Life to the Fullest

I’ve had this post written in the back of my mind for weeks. The one where I come back, enormously apologetic for not posting in ages, and I dazzle you with my wit, my humor, and a couple of out-of-this-world recipes to distract you from my glaring imperfections. Though I am enormously apologetic for being away as long as I have, last night showed my why I shouldn’t be ashamed of it.

You see, though I’ve worked hard throughout my life to curb it, I am by nature a perfectionist, your classic type A+ personality. Writing in a journal was stressful for me because I felt like I needed to write deep, soul-searching entries every single day in order to be “good” at journaling. Sometimes I have the same feeling about this blog: I need to have fancy recipes, artistic photography (ha!), laugh-out-loud prose, and constant, consistent updating in order to be “good” at it. It has to be perfect before I can enjoy it. Never mind what was actually going on in my life; never mind a hectic schedule, work to do, a cat to play with, family to call, or a BF to love.

Last night, I hosted the oneg (a sort of reception for after the shabbat service, for those of you not hip with the Jewish lingo – it’s okay, I’ve got your back) at our temple. I worked all day to bake challah, cut cantaloupe, wash and chop veggies, and plate everything so it looked pretty, perfect, and effortless. It went well: my rabbi and his wife couldn’t get over the challah, people loved the fresh fruit and veggies during winter, and we all had a great time. Everything was perfect, and so, I felt satisfied.

Time it took me to complain that one challah was lopsided? About 3 seconds after I pulled it out of the oven. I loved my mom's comment: "Slice it up first, and no one will know the difference!"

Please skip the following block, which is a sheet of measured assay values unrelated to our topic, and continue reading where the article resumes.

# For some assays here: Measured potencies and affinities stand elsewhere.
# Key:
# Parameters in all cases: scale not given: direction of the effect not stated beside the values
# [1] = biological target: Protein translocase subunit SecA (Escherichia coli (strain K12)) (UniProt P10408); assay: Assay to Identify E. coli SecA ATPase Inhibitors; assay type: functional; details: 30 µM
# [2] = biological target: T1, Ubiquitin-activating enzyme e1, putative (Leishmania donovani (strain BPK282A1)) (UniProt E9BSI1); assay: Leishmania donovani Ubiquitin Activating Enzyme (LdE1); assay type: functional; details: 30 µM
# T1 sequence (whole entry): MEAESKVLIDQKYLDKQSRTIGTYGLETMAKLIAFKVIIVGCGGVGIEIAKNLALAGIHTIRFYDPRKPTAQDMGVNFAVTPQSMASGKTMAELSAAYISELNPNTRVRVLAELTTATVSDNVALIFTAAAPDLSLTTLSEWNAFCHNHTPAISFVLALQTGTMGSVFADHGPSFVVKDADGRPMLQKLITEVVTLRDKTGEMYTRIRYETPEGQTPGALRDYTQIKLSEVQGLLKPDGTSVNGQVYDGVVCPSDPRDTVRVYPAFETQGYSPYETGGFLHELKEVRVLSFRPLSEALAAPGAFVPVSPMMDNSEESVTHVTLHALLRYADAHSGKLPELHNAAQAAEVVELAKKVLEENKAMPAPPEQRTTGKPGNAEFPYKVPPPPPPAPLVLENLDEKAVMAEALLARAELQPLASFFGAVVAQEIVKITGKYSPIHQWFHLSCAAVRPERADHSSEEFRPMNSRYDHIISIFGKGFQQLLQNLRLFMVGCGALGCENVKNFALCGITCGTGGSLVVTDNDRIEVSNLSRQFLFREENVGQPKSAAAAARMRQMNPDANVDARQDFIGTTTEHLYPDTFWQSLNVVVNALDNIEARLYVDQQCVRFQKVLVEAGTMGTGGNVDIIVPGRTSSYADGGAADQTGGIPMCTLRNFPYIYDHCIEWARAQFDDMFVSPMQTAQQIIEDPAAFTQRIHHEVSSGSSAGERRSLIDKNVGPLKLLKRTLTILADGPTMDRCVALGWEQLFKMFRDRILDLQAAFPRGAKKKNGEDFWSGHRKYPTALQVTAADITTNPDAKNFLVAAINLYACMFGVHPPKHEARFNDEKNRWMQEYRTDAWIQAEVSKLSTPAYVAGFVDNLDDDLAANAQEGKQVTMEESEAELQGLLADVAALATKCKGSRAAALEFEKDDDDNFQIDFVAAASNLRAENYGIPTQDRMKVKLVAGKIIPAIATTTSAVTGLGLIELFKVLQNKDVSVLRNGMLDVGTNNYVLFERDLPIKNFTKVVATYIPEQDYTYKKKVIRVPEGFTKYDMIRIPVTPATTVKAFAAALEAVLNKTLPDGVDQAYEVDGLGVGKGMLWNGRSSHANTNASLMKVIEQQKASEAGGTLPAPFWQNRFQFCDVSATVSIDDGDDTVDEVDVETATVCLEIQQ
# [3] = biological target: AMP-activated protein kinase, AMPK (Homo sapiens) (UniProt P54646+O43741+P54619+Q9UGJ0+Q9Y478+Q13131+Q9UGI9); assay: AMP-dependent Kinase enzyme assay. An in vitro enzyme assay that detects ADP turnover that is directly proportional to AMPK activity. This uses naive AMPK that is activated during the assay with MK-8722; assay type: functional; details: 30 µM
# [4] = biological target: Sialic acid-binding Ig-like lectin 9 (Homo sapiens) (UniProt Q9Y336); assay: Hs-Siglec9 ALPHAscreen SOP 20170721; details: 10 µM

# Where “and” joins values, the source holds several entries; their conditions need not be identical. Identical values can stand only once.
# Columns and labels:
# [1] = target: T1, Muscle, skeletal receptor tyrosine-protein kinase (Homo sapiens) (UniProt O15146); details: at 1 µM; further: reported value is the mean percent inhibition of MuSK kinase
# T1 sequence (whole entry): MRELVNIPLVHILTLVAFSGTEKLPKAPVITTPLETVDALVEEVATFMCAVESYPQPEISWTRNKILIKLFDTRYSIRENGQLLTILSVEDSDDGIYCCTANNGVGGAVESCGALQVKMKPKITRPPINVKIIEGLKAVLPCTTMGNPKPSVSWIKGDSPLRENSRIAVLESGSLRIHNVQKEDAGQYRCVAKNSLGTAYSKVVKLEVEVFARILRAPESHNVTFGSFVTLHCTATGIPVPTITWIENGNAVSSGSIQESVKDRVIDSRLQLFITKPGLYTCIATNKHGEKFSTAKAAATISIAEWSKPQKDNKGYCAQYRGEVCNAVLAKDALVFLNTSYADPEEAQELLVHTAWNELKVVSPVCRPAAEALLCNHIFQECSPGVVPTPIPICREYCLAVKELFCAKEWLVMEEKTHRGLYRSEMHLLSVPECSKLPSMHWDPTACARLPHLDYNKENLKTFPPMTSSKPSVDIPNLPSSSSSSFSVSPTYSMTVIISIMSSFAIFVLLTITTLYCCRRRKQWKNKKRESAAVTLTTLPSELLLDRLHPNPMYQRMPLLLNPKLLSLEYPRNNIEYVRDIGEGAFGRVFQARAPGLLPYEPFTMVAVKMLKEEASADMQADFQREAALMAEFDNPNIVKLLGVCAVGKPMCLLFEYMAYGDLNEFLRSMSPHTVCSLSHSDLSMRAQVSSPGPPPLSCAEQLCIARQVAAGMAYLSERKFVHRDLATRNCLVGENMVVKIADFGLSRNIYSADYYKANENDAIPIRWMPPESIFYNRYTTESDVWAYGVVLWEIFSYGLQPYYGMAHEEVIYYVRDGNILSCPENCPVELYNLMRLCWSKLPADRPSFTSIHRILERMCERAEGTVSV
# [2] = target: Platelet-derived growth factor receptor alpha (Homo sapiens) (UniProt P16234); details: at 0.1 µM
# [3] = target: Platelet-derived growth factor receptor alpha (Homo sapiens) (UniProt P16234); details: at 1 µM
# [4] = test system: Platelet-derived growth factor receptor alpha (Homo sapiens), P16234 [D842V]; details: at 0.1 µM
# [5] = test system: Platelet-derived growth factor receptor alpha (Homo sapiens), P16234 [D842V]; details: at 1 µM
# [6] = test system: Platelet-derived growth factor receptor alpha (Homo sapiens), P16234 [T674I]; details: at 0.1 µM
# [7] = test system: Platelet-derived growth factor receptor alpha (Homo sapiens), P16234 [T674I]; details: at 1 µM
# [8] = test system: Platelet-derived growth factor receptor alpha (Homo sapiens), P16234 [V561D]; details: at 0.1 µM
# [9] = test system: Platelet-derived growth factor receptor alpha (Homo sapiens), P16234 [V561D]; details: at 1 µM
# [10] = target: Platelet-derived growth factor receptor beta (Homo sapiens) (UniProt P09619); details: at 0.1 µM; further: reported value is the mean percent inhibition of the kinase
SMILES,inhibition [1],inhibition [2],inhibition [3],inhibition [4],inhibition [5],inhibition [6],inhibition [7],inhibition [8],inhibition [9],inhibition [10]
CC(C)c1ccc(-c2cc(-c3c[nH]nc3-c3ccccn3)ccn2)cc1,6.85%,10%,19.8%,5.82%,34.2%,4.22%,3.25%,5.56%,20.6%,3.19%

Then we learned a dear, dear friend of ours has colon cancer. The friend who’s always so happy, so giving, so…everything. And whatever BF and I had going on just stopped. We packed up the leftover food and went out with him and some other close friends. We ate, we laughed, we harassed our good-natured waiter and laughed more. We hugged and kissed and promised to be there, no matter what.

Since our friend doesn’t know yet what stage or how advanced his cancer is, there’s been a lot of praying up in here. But, at least on my part, there’s been a lot of thinking as well. Thinking about how delicate life is, how suddenly and quickly it can be snatched up, regardless of how messy, organized, imperfect, or even – gasp – how “perfect” it may be. I’ve become immensely grateful for the fact that I have life to enjoy.

With that, my dear readers, the ones who still come back and check to see if there’s anything new, even while I’m away (seriously, I can’t believe I’ve had any page views – I fully expected to login and see rows after rows of big fat zeros), I am sorry I haven’t posted. But, and this is a big but, I am not sorry for why. I was busy, I was crazy, the holidays were everywhere and so was I, but you know what? I was living my messy, imperfect life to the fullest. And it was wonderful.

My cantaloupe was also quite wonderful, if I do say so myself. Best excuse to buy a melon baller ever.